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First right of refusal - an option written in a lease provided to a tenant in a lease contract
It means simply the first right to occupy space or match an incoming offer on adjacent space that may be required for the tenant’s future expansion.
It gives a potentially interested party—say, you—the right to buy or lease a property before the seller negotiates any other offers.
Escalation clause—A clause in a lease providing for an increase in rent at a future time.
This could be a fixed or pre-determined rate increase, a cost-of-living increase that ties the rent to a cost-of-living index, or direct expense—the rent is adjusted according to changes in the expenses of the property such as a tax increase.
Also known as a stop clause or participation clause.
Abandonment—A person or entity that leaves a demised premises before the end of a lease term.
To be more precise:
Abandonment is a unilateral act by the tenant to relinquish their tenancy and give up possession of the rental unit without properly giving notice of the termination to the landlord.
Zoning—The rules of a municipality that detail the allowable uses for the real property in specific areas, and only then on specified conditions.
To be more precise:
A zoning bylaw implements the objectives and policies of a municipality's official plan.
It provides a legal and precise way of managing land use and future development.
In addition to the official plan, protects you from conflicting and possibly dangerous land uses in your community.
OPTION—The right to purchase or lease a property at a certain price within a designated period for which a consideration is paid.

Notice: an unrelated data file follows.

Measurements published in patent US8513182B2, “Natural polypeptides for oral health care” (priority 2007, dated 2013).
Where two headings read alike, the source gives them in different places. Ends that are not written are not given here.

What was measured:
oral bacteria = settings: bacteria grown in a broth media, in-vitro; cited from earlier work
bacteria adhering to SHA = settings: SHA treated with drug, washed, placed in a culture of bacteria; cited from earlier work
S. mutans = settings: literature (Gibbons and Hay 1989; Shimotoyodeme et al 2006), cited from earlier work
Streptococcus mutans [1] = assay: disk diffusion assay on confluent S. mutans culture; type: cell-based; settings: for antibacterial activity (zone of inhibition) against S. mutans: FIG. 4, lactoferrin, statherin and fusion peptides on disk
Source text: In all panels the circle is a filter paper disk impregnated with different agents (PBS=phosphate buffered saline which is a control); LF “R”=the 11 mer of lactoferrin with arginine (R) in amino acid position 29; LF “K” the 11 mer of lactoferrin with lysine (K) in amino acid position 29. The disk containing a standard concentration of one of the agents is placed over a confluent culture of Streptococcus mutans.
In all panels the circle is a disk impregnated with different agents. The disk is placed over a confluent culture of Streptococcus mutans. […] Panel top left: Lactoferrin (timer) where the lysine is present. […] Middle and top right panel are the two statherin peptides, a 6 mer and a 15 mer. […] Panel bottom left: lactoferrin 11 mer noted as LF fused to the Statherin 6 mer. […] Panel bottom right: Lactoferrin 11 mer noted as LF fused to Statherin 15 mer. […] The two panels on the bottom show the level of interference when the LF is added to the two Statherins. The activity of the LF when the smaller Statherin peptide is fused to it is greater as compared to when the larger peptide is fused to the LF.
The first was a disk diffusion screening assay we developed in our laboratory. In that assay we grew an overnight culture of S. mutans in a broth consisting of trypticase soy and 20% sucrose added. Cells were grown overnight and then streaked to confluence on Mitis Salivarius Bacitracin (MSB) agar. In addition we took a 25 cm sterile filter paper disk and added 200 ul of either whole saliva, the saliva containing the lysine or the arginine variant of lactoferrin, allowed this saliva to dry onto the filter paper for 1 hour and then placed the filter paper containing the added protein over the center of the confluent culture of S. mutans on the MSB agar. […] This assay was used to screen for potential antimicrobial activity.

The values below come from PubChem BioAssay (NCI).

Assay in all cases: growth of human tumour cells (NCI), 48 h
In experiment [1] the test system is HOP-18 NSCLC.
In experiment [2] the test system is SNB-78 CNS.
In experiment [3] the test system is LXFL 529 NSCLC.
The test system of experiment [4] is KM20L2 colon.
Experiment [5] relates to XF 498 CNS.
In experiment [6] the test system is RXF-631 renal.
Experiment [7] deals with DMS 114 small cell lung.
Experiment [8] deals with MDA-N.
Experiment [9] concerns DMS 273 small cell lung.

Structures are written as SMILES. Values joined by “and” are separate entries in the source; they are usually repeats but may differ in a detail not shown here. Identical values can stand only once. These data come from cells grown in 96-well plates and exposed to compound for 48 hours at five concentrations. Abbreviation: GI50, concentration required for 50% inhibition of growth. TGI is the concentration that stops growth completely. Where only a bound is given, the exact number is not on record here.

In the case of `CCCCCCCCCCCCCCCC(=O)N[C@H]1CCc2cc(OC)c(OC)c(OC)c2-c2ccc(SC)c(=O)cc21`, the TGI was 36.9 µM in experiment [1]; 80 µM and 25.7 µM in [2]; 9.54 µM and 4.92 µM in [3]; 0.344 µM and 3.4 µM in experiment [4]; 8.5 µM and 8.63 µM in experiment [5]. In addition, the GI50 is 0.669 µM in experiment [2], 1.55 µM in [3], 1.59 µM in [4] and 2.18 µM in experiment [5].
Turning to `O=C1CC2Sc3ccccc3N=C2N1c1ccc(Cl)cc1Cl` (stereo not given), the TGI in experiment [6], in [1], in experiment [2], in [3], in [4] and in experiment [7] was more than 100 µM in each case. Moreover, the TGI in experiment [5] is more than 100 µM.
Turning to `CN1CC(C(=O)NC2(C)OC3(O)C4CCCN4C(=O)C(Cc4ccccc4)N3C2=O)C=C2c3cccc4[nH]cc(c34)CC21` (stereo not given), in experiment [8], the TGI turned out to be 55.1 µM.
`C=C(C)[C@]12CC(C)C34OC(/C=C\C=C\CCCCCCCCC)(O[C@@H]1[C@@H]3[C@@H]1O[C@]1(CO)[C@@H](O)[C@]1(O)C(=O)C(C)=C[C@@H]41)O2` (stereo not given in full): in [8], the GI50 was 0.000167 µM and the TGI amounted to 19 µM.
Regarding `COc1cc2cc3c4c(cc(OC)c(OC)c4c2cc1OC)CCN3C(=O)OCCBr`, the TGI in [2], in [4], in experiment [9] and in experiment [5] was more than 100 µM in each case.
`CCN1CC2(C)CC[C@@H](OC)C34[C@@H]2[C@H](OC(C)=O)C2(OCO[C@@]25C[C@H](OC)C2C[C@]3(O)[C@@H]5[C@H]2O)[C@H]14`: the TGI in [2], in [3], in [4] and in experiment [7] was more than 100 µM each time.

More practically: By signing the option agreement for this sum, you are agreeing to sell your home for this price to the potential buyer within an agreed-upon timeframe, regardless of what the market does.
Letter of intent—A formal method of stating there’s interest in a property, but it’s not an offer and creates no obligation.
To be more precise: A letter of intent (LOI) is a written, nonbinding document that outlines an agreement in principle between two or more parties before a legal agreement is finalized.
It is often used in business transactions, such as mergers and acquisitions, joint ventures, and real estate leases.
Interest-only mortgage—A non-amortizing loan where the lender receives only interest during the term of the loan and recovers the principal in a lump sum at the end of the term.
Interest-only mortgages can be structured in various ways. Interest-only payments may be made for a specified period, may be given as an option, or may last throughout the loan.
With some lenders, paying the interest exclusively may be a provision that is only available for certain borrowers.
Contingent offer (Conditional)—An offer to purchase property subject to certain conditions, including the buyer’s approval of income and expense statements, title commitment, physical condition of the property, loan commitment, etc. being met.
The specific amount of time allowed to clear (waive) these provisions (conditions) is called a contingency period.
The conditions are protecting both sides of the negotiations.
Comparables—this term refers to area rents or competitive rental properties or area sales that have sold, implying “rent comps” and “sales comps” are comparable in size, location, condition, amenities, etc., to the subject property.
This info is imperative to a proper assessment of real estate values in selected local markets.
Clear title - A title is one of the two most important documents for the purchase of a commercial property.
It grants the owner rights to the property.
A deed is the transfer of ownership.
A clear title is any property free of any competing claims, mortgages, liens, and encumbrances.
In simpler words, a clear title means that the property is owned outright by the seller and there are no outstanding claims or issues that could potentially complicate the transfer of ownership to the buyer.